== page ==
In reply to Jon Stewart: I somehow don't think the OP was meaning abbing down to clean a route which has become dirty and overgrown due to lack of traffic.

However, this a very altruistic gesture, and hats off to all the people who selflessly do this.

Kevin Woods - on 19 Jan 2013
In reply to BolderLicious: Many of my routes are redpoints. Having started on indoor walls I definitely prefer a technical challenge, so getting my trad grade to match my bouldering/indoor grade is a tough one. I sometimes prefer to do hard moves on a shunt (my climbing partners all boulder!) and go for a lead/solo if I like the route enough.

Should really get on some more VS onsights and work up. Being intimidated by o/s'ing is a major limitation.
goose299 - on 19 Jan 2013
In reply to deepstar:
very strange. i call troll
BolderLicious - on 19 Jan 2013
In reply to Kevin Woods:

When you use the shunt do you have a knot tied in the rope in case it slips? Someone on the internet said they witnessed a 45 metre slip on a shunt.Fortunately non-fatal because of the knot!






Kevin Woods - on 19 Jan 2013
In reply to BolderLicious: Sometimes, not often. Always have a huge coil of rope chest height off the ground that provides tension in the rope.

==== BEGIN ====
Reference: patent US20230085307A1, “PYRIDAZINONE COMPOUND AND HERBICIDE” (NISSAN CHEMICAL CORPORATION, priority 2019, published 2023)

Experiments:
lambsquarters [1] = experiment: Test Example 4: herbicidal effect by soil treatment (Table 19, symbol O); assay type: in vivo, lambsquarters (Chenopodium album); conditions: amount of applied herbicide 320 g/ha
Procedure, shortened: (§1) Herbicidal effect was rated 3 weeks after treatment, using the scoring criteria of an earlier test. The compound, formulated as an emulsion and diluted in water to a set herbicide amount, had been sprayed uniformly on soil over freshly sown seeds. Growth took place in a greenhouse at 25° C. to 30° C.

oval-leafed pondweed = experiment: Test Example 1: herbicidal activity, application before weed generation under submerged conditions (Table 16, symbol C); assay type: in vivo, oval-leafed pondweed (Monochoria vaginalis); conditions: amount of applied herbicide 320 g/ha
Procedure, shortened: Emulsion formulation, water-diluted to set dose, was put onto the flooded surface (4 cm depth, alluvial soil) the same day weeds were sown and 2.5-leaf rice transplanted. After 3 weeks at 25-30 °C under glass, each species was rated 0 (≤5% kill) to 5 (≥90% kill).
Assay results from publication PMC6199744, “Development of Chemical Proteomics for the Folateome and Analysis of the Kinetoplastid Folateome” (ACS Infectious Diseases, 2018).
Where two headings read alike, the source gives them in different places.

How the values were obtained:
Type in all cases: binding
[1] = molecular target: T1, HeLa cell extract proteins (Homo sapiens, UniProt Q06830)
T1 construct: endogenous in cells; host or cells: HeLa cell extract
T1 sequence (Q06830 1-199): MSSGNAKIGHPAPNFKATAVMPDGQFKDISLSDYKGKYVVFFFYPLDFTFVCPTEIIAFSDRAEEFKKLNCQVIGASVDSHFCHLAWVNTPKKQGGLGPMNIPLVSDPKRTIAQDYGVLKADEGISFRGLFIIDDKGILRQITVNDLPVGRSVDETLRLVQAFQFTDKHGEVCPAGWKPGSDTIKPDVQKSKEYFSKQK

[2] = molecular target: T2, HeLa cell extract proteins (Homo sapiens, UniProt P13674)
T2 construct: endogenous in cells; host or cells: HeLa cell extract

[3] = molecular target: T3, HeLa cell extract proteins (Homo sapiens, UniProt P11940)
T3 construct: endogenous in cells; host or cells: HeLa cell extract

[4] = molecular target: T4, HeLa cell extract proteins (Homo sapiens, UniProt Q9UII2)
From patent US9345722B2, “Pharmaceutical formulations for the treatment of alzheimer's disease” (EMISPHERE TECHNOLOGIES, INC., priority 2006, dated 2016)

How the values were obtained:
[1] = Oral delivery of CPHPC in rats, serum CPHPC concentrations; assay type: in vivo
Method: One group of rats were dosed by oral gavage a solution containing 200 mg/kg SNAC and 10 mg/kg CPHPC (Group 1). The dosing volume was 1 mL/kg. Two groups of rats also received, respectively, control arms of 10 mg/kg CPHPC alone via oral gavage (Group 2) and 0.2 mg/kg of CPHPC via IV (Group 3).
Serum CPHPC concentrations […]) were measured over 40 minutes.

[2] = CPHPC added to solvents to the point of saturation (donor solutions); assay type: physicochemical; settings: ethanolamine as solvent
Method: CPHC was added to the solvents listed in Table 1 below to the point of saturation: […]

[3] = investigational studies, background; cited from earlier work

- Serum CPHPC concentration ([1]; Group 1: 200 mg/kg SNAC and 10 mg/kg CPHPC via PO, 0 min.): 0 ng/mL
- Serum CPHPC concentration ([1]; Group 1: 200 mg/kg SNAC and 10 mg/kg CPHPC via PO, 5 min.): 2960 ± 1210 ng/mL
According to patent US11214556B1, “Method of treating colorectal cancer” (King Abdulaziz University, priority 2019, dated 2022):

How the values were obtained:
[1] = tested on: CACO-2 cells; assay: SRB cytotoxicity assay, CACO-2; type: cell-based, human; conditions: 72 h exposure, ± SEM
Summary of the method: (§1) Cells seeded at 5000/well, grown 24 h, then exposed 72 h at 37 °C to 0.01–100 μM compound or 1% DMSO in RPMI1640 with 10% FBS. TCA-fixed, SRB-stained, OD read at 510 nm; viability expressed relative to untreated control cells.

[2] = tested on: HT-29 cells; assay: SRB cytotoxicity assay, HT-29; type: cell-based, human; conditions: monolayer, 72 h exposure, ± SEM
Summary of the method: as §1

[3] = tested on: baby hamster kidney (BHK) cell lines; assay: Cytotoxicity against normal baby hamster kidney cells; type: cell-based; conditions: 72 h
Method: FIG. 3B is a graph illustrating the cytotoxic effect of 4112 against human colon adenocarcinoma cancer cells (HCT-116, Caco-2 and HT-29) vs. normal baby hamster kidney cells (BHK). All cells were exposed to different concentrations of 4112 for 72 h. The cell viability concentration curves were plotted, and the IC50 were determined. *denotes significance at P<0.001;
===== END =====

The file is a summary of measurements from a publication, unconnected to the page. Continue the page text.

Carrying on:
BolderLicious - on 20 Jan 2013
In reply to Kevin Woods:
This is what the guy who witnessed the 45 m fall on a shunt said:

The only thing i'd say with a Shunt is to avoid steep routes OR tie a backup knot about 6m off the deck. Many years ago i watched a guy zipper 45m down his fixed line and he only survived because of his backup knot at the 6m mark! Shunts don't 'catch' the rope when weighted sideways (ie on an overhang). Seeing this guy plummet so far right next to me was truely frighteing. There were several recorded serious accidents at KP in the 90s with people using shunts on overhangs without backup knots. Take care!
http://www.chockstone.org/Forum/Forum.asp?Action=Display&ForumID=1&MessageID=56243&Repli...
Jonny2vests - on 21 Jan 2013
In reply to BolderLicious:
> What percentage of routes do you climb on sight with no abseils to check holds.I have done most of my climbs this way 95 per cent I would say.

I think you'd get less troll shouts if you gave a reason why you're asking. I don't think you're a troll, just ever so slightly odd. Which isn't a bad thing necessarily.

FWIW, I think the vast majority of climbers that use this forum, will very rarely if ever check holds on ab.

ads.ukclimbing.com
jkarran - on 21 Jan 2013
In reply to BolderLicious:

Most of my trad climbing is done ground up. Likewise my sport which is mostly redpoint.

When recording new routes I don't think 'fair' comes into it. Ideas, equipment and tactics change, normal to one generation can seem contrived and artificial to the next. If your methods are a little out of step with the current trend you may find yourself a trend setter. More likely you'll see your routes repeated in the style of the era. If you're way of of step you'll generally be mocked and your routes ignored.

jk